of the Holy Spirit in Acts states that Luke must not always be interpreted by Paul but "is a theologian in his own right and must be treated as such" (1984:11).
Bosch would join the chorus of voices by saying that "Luke was first and foremost a theologian . . . . He was not a mere chronicler of history . . . . His interest was in the way the Gentile mission was to be motivated theologically not in an history report of the origins and course of the mission" (1991:87). Finally, Hengel states Luke is a "historian and theologian who needs to be taken seriously . . . . We only do justice to the significance of Luke as the first theological 'historian' of Christianity if we take his work seriously as a source" (1979:61,67).
The table below summarizes the positions of the historical and theological study of Luke-Acts today. The historical-critical school represented by Conzelmann, Haenchen, Verheyden, Fitzmyer and others have downplayed the historicity of the Lukan account and accentuated the theological is represented in quadrant one. The more conservative school represented by Bruce, Marshall, Gasque and others would be situated in quadrant three which affirms both the high historical and theological value of Luke's work.
Luke and Acts are introduced by similar prologues which naturally point to a two volume work. However, because they have traditionally been separated in the New Testament canon, this has tended "to obscure the second-volume character of Acts" (Fitzmyer 1998:50). Not only on this practical but theological terms, the question of the unity of Luke-Acts has been raised.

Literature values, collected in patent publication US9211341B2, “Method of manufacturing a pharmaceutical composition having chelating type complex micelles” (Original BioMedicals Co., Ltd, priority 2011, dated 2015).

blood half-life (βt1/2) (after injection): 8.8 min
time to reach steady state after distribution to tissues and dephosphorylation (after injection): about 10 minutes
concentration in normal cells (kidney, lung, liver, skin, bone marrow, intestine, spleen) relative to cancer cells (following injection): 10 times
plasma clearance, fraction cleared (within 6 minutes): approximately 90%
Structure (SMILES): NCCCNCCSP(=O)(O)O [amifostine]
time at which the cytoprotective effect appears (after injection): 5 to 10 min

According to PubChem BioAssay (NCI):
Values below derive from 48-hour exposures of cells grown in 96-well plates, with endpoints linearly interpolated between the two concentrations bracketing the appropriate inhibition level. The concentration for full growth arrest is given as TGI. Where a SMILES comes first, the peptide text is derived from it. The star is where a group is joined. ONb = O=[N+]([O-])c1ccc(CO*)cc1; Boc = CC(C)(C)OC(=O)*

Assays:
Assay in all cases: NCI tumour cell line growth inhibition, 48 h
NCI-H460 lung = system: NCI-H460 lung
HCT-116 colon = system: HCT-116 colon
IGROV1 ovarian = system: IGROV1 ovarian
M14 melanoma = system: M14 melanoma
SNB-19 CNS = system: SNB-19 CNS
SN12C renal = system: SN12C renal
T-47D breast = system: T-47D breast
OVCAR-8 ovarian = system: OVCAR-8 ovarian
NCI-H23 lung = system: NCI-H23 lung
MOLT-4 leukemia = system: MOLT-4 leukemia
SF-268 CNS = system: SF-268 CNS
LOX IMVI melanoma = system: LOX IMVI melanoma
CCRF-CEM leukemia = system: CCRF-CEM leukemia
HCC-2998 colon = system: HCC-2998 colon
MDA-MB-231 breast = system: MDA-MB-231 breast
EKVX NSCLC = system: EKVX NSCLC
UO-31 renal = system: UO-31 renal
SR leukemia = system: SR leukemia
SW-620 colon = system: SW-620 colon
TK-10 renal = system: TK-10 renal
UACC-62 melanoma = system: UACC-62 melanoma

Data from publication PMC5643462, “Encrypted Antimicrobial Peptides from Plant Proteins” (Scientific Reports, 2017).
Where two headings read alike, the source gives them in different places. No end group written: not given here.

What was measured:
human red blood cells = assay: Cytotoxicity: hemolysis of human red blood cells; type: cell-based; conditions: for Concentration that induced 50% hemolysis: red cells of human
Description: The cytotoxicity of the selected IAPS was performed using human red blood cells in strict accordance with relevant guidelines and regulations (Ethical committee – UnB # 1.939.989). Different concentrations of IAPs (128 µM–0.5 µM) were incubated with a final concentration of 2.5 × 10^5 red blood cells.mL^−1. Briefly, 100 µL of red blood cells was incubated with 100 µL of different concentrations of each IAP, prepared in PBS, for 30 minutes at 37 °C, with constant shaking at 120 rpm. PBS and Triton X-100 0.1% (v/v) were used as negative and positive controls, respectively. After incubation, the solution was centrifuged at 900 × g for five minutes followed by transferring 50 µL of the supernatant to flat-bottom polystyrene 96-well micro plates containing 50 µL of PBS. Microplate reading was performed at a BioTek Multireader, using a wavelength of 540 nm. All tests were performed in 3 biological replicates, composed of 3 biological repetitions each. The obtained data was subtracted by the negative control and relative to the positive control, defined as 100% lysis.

In his commentary on the Acts of the Apostles, Hans Conzelmann argued that Luke wrote the book in order to explain to the Christians of his day the historical delay in the promised return of Jesus. Out of this eschatological concern, Conzelmann posited that Luke-Acts was not merely written to record history but to primarily give meaning to it.8
Within this theological-historical framework, he divides Luke-Acts into three distinct phases of salvation history which included John the Baptist (the period of Israel), Jesus (the middle of time) and the epoch of the Spirit (the Church). Therefore Conzelmann would see a theological discontinuity between Luke-Acts, between John, Jesus and the Church
8 As was denoted in the previous chapter, Conzelmann who is from the redactive school of interpretation, would tend to shift emphasis from the uncertain facts of history to their theological meaning.